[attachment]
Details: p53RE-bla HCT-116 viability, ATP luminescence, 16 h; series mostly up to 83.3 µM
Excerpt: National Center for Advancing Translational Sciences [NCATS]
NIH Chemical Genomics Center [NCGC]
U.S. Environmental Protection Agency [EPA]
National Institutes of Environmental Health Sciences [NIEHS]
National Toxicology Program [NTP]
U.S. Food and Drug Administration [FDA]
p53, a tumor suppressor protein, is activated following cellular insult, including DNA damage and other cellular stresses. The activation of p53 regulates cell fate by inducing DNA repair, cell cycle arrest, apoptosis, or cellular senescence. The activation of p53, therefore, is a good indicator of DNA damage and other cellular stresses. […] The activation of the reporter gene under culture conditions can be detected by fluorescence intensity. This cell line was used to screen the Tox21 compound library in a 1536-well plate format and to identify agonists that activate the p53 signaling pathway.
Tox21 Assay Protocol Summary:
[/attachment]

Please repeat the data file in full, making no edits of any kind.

Details: p53RE-bla HCT-116 viability, ATP luminescence, 16 h; series mostly up to 83.3 µM
Excerpt: National Center for Advancing Translational Sciences [NCATS]
NIH Chemical Genomics Center [NCGC]
U.S. Environmental Protection Agency [EPA]
National Institutes of Environmental Health Sciences [NIEHS]
National Toxicology Program [NTP]
U.S. Food and Drug Administration [FDA]
p53, a tumor suppressor protein, is activated following cellular insult, including DNA damage and other cellular stresses. The activation of p53 regulates cell fate by inducing DNA repair, cell cycle arrest, apoptosis, or cellular senescence. The activation of p53, therefore, is a good indicator of DNA damage and other cellular stresses. […] The activation of the reporter gene under culture conditions can be detected by fluorescence intensity. This cell line was used to screen the Tox21 compound library in a 1536-well plate format and to identify agonists that activate the p53 signaling pathway.
Tox21 Assay Protocol Summary: